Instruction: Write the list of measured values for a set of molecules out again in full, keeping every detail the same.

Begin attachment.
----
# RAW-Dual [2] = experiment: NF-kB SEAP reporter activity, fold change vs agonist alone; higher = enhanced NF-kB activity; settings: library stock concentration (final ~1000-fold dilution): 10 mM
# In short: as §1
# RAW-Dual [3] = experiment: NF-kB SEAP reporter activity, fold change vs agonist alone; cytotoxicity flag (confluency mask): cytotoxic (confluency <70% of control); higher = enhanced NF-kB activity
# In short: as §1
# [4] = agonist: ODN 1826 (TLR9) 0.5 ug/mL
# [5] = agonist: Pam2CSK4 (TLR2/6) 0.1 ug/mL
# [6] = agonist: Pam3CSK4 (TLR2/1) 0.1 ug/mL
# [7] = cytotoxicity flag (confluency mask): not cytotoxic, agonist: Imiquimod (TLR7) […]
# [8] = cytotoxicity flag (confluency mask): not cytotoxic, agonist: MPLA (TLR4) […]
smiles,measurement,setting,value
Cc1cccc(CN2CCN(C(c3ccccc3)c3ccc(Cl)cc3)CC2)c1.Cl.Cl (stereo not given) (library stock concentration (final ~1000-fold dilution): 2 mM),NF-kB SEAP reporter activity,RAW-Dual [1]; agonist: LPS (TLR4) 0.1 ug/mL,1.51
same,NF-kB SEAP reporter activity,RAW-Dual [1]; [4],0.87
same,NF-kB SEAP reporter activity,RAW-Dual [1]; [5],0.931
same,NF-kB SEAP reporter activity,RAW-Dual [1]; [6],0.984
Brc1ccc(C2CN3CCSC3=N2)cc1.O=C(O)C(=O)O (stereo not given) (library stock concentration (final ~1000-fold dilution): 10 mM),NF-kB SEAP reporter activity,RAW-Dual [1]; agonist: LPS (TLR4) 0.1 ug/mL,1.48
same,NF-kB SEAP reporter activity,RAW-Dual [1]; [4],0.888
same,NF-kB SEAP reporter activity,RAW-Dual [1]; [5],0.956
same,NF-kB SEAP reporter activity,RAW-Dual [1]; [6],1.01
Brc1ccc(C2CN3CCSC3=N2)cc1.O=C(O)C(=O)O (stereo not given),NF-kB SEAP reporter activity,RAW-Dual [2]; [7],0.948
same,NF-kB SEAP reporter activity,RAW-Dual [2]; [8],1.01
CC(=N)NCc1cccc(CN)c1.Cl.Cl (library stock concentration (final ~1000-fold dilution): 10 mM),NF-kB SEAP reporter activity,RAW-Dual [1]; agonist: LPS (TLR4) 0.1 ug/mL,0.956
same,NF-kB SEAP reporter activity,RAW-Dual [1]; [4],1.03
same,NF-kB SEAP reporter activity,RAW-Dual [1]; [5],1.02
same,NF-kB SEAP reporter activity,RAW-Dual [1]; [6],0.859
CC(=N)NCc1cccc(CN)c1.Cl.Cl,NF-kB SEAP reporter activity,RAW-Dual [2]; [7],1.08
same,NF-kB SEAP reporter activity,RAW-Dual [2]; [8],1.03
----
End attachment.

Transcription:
# RAW-Dual [2] = experiment: NF-kB SEAP reporter activity, fold change vs agonist alone; higher = enhanced NF-kB activity; settings: library stock concentration (final ~1000-fold dilution): 10 mM
# In short: as §1
# RAW-Dual [3] = experiment: NF-kB SEAP reporter activity, fold change vs agonist alone; cytotoxicity flag (confluency mask): cytotoxic (confluency <70% of control); higher = enhanced NF-kB activity
# In short: as §1
# [4] = agonist: ODN 1826 (TLR9) 0.5 ug/mL
# [5] = agonist: Pam2CSK4 (TLR2/6) 0.1 ug/mL
# [6] = agonist: Pam3CSK4 (TLR2/1) 0.1 ug/mL
# [7] = cytotoxicity flag (confluency mask): not cytotoxic, agonist: Imiquimod (TLR7) […]
# [8] = cytotoxicity flag (confluency mask): not cytotoxic, agonist: MPLA (TLR4) […]
smiles,measurement,setting,value
Cc1cccc(CN2CCN(C(c3ccccc3)c3ccc(Cl)cc3)CC2)c1.Cl.Cl (stereo not given) (library stock concentration (final ~1000-fold dilution): 2 mM),NF-kB SEAP reporter activity,RAW-Dual [1]; agonist: LPS (TLR4) 0.1 ug/mL,1.51
same,NF-kB SEAP reporter activity,RAW-Dual [1]; [4],0.87
same,NF-kB SEAP reporter activity,RAW-Dual [1]; [5],0.931
same,NF-kB SEAP reporter activity,RAW-Dual [1]; [6],0.984
Brc1ccc(C2CN3CCSC3=N2)cc1.O=C(O)C(=O)O (stereo not given) (library stock concentration (final ~1000-fold dilution): 10 mM),NF-kB SEAP reporter activity,RAW-Dual [1]; agonist: LPS (TLR4) 0.1 ug/mL,1.48
same,NF-kB SEAP reporter activity,RAW-Dual [1]; [4],0.888
same,NF-kB SEAP reporter activity,RAW-Dual [1]; [5],0.956
same,NF-kB SEAP reporter activity,RAW-Dual [1]; [6],1.01
Brc1ccc(C2CN3CCSC3=N2)cc1.O=C(O)C(=O)O (stereo not given),NF-kB SEAP reporter activity,RAW-Dual [2]; [7],0.948
same,NF-kB SEAP reporter activity,RAW-Dual [2]; [8],1.01
CC(=N)NCc1cccc(CN)c1.Cl.Cl (library stock concentration (final ~1000-fold dilution): 10 mM),NF-kB SEAP reporter activity,RAW-Dual [1]; agonist: LPS (TLR4) 0.1 ug/mL,0.956
same,NF-kB SEAP reporter activity,RAW-Dual [1]; [4],1.03
same,NF-kB SEAP reporter activity,RAW-Dual [1]; [5],1.02
same,NF-kB SEAP reporter activity,RAW-Dual [1]; [6],0.859
CC(=N)NCc1cccc(CN)c1.Cl.Cl,NF-kB SEAP reporter activity,RAW-Dual [2]; [7],1.08
same,NF-kB SEAP reporter activity,RAW-Dual [2]; [8],1.03